If you’re wondering what the hats say: SPACE PATROL.




Remember I discussed the peculiar philosophy of the man associated with the Ralston / Checkerboard company? This guy? His spirit lived on.



The Ralston Rocket can be seen here, as well. It was a bit ship that toured the country, and was given away to a lucky kid. Which brings us to . . .this.



In related cereal news of the distant past:





Nellie Melba was the first Australian “to achieve international recognition as a classical musician.” She was not, as far as I can tell, a toast inventor. Wikipedia explains:


Melba's name is associated with four foods, all of which were created in her honour by the French chef Auguste Escoffier:
- Peach Melba, a dessert
- Melba sauce, a sweet purée of raspberries and red currant
- Melba toast, a crisp dry toast
- Melba Garniture, chicken, truffles and mushrooms stuffed into tomatoes with velouté sauce.

At least two of those caught on. Escoffier was one of the great names of French haute cuisine, of course, and his first name was probably the inspiration for the dead chef-ghost-character on “Ratatouille.” HIs business partner was a fellow named Cesar Ritz, and if you’re thinking “I wonder if that’s where that word comes from,” you’re absolutely right.

Luxury. Also a cracker.


Never in your bean-eating days have you enjoyed such rich flavor. I didn’t know I had bean-eating days. And I don’t know why bean-eating isn’t hyphenated in the first usage.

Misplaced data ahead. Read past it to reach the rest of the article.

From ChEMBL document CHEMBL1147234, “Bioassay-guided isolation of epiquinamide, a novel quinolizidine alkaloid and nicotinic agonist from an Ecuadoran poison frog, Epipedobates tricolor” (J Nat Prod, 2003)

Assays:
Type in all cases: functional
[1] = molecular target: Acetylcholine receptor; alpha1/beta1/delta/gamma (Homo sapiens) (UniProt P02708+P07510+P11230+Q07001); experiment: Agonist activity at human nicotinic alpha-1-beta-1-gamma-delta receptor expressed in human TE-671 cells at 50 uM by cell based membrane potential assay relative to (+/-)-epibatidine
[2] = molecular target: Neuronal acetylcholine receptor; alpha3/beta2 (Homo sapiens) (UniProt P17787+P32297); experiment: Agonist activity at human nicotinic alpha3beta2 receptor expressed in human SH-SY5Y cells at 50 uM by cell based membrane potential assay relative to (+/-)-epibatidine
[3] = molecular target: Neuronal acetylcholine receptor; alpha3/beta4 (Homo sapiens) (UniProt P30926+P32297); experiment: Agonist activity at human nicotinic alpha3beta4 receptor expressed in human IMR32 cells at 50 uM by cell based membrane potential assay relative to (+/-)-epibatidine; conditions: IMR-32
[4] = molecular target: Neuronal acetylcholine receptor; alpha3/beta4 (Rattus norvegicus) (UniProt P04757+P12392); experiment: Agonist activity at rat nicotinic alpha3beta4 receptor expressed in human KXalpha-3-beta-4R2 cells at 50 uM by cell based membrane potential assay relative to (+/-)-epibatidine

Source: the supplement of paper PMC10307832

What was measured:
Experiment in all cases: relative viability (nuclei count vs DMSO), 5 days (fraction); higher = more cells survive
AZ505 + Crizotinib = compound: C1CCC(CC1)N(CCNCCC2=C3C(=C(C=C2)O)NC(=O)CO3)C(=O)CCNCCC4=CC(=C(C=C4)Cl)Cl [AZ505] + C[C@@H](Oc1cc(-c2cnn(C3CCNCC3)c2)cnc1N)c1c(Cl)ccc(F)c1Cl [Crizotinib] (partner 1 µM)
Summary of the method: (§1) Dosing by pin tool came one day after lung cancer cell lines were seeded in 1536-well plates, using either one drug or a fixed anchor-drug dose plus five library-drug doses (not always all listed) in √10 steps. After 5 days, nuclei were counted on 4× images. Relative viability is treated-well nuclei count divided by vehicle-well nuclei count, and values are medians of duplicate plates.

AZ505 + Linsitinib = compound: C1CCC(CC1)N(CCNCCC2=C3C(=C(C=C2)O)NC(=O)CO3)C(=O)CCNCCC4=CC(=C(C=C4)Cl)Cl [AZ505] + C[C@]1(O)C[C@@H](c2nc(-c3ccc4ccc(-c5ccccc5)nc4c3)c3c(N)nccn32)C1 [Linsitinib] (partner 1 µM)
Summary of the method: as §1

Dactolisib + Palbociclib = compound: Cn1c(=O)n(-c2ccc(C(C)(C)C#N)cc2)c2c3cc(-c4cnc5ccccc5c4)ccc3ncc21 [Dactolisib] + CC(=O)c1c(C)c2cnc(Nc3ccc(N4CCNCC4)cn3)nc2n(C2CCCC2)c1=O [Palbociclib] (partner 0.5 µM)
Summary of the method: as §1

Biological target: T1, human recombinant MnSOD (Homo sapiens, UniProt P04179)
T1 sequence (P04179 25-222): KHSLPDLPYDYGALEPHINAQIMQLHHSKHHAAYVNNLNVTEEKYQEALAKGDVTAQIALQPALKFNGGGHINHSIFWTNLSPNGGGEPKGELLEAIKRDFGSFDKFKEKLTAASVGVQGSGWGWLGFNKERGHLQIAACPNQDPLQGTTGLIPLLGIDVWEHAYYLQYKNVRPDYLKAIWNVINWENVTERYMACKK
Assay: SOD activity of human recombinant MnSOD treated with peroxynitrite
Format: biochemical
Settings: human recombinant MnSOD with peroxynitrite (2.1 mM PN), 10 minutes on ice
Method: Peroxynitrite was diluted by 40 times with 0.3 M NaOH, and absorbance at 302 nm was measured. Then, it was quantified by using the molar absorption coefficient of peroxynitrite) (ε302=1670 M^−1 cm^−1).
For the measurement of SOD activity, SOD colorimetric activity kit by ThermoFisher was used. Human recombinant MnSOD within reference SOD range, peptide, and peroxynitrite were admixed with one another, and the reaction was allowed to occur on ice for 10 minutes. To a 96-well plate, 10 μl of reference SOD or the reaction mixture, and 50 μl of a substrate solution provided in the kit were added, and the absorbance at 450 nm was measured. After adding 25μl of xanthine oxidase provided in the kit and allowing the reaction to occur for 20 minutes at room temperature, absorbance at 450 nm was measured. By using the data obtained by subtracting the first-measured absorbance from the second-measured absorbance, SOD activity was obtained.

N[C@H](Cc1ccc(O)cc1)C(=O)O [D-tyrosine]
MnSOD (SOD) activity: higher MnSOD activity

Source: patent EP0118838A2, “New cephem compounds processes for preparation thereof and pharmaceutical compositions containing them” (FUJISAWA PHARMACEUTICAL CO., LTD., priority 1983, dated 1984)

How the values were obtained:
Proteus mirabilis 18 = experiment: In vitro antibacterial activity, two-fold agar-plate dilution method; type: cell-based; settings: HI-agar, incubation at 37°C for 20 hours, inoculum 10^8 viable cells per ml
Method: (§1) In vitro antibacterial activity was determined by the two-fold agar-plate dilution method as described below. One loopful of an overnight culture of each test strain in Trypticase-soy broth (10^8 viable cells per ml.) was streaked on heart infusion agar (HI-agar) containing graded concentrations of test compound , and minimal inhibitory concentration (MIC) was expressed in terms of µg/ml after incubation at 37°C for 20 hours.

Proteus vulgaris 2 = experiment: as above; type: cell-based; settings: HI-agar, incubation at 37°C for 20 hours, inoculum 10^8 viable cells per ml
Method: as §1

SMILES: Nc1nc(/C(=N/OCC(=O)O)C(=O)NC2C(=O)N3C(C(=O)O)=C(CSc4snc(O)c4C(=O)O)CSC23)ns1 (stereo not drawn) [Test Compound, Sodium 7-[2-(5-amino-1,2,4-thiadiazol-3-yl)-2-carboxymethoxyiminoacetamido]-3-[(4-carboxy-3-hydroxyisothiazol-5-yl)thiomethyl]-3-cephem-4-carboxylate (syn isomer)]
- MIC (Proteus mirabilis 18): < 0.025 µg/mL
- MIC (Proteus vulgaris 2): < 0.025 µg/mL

My bean-eating days only started a few years ago. For years I declined the offer of them, reacting to a childhood experience that made me wonder why anyone who would eat these things. As with sweet-potatoes served Thanksgiving style, eventually you realize oh this is dessert repurposed in supper form. Now I understand. Now I look forward to ribs and beans once a month. I am reserving certain cooked vegetables for next decade.


It may take a while . . .


. . . but soon you realize these are poems. I’ve no idea what Volck Oil is, but I’d waged it was invented by Mr. Volck.





What do you wish to be this was sold as a four-piece set?

The handle was a piece, after all. It’s like the boxes of food storage containers that offered a 20-piece set, meaning, lids included.




There, that ought to hold you. It's a column night; off to the usual duties. See you in the usual places!